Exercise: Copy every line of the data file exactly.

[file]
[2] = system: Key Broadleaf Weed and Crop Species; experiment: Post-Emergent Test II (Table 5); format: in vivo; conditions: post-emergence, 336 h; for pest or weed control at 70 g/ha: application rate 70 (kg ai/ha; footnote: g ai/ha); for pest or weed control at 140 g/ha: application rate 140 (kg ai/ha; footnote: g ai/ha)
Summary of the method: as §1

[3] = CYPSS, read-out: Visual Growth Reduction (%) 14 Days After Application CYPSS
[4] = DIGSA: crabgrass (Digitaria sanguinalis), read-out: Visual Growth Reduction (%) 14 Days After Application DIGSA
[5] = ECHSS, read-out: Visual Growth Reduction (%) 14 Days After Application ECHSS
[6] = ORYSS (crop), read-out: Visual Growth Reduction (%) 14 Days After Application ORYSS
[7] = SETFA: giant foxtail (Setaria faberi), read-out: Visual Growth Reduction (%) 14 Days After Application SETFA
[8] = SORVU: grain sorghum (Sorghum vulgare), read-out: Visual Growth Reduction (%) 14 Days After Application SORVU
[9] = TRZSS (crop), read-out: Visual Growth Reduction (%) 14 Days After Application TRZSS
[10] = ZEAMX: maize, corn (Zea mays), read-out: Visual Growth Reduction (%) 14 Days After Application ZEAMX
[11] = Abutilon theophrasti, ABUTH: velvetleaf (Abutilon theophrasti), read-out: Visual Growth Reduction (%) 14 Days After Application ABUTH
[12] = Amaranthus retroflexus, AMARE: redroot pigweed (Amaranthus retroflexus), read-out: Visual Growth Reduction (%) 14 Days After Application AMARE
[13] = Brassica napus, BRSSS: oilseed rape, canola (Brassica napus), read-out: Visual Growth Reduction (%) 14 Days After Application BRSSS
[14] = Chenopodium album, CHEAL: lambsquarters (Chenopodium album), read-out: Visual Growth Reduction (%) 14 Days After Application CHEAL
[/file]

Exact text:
[2] = system: Key Broadleaf Weed and Crop Species; experiment: Post-Emergent Test II (Table 5); format: in vivo; conditions: post-emergence, 336 h; for pest or weed control at 70 g/ha: application rate 70 (kg ai/ha; footnote: g ai/ha); for pest or weed control at 140 g/ha: application rate 140 (kg ai/ha; footnote: g ai/ha)
Summary of the method: as §1

[3] = CYPSS, read-out: Visual Growth Reduction (%) 14 Days After Application CYPSS
[4] = DIGSA: crabgrass (Digitaria sanguinalis), read-out: Visual Growth Reduction (%) 14 Days After Application DIGSA
[5] = ECHSS, read-out: Visual Growth Reduction (%) 14 Days After Application ECHSS
[6] = ORYSS (crop), read-out: Visual Growth Reduction (%) 14 Days After Application ORYSS
[7] = SETFA: giant foxtail (Setaria faberi), read-out: Visual Growth Reduction (%) 14 Days After Application SETFA
[8] = SORVU: grain sorghum (Sorghum vulgare), read-out: Visual Growth Reduction (%) 14 Days After Application SORVU
[9] = TRZSS (crop), read-out: Visual Growth Reduction (%) 14 Days After Application TRZSS
[10] = ZEAMX: maize, corn (Zea mays), read-out: Visual Growth Reduction (%) 14 Days After Application ZEAMX
[11] = Abutilon theophrasti, ABUTH: velvetleaf (Abutilon theophrasti), read-out: Visual Growth Reduction (%) 14 Days After Application ABUTH
[12] = Amaranthus retroflexus, AMARE: redroot pigweed (Amaranthus retroflexus), read-out: Visual Growth Reduction (%) 14 Days After Application AMARE
[13] = Brassica napus, BRSSS: oilseed rape, canola (Brassica napus), read-out: Visual Growth Reduction (%) 14 Days After Application BRSSS
[14] = Chenopodium album, CHEAL: lambsquarters (Chenopodium album), read-out: Visual Growth Reduction (%) 14 Days After Application CHEAL